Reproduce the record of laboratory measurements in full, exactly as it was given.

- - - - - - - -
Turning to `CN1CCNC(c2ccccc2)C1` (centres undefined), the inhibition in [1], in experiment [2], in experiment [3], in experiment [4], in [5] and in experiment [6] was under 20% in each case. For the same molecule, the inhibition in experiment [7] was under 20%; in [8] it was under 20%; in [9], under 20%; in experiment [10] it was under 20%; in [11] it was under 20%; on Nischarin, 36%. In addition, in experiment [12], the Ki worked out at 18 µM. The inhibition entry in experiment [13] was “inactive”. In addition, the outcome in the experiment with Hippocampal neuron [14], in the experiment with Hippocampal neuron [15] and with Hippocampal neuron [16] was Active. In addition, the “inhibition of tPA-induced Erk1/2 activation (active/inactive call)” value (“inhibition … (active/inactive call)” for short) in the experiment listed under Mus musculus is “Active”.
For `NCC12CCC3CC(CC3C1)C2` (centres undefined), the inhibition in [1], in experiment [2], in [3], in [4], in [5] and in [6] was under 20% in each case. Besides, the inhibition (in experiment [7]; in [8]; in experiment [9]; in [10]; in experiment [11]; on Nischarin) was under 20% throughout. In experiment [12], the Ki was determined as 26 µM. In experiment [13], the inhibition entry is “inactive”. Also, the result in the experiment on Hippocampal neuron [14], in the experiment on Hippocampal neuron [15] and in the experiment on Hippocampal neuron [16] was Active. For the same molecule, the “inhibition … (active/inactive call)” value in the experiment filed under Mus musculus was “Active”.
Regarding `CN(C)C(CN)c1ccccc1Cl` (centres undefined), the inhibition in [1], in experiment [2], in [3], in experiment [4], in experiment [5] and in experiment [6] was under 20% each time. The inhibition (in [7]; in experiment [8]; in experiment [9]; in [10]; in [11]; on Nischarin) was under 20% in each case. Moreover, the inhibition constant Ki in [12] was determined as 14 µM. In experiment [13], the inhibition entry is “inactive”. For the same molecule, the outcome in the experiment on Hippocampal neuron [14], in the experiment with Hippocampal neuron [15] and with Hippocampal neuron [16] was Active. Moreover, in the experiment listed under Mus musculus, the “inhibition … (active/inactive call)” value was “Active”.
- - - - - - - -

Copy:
Turning to `CN1CCNC(c2ccccc2)C1` (centres undefined), the inhibition in [1], in experiment [2], in experiment [3], in experiment [4], in [5] and in experiment [6] was under 20% in each case. For the same molecule, the inhibition in experiment [7] was under 20%; in [8] it was under 20%; in [9], under 20%; in experiment [10] it was under 20%; in [11] it was under 20%; on Nischarin, 36%. In addition, in experiment [12], the Ki worked out at 18 µM. The inhibition entry in experiment [13] was “inactive”. In addition, the outcome in the experiment with Hippocampal neuron [14], in the experiment with Hippocampal neuron [15] and with Hippocampal neuron [16] was Active. In addition, the “inhibition of tPA-induced Erk1/2 activation (active/inactive call)” value (“inhibition … (active/inactive call)” for short) in the experiment listed under Mus musculus is “Active”.
For `NCC12CCC3CC(CC3C1)C2` (centres undefined), the inhibition in [1], in experiment [2], in [3], in [4], in [5] and in [6] was under 20% in each case. Besides, the inhibition (in experiment [7]; in [8]; in experiment [9]; in [10]; in experiment [11]; on Nischarin) was under 20% throughout. In experiment [12], the Ki was determined as 26 µM. In experiment [13], the inhibition entry is “inactive”. Also, the result in the experiment on Hippocampal neuron [14], in the experiment on Hippocampal neuron [15] and in the experiment on Hippocampal neuron [16] was Active. For the same molecule, the “inhibition … (active/inactive call)” value in the experiment filed under Mus musculus was “Active”.
Regarding `CN(C)C(CN)c1ccccc1Cl` (centres undefined), the inhibition in [1], in experiment [2], in [3], in experiment [4], in experiment [5] and in experiment [6] was under 20% each time. The inhibition (in [7]; in experiment [8]; in experiment [9]; in [10]; in [11]; on Nischarin) was under 20% in each case. Moreover, the inhibition constant Ki in [12] was determined as 14 µM. In experiment [13], the inhibition entry is “inactive”. For the same molecule, the outcome in the experiment on Hippocampal neuron [14], in the experiment with Hippocampal neuron [15] and with Hippocampal neuron [16] was Active. Moreover, in the experiment listed under Mus musculus, the “inhibition … (active/inactive call)” value was “Active”.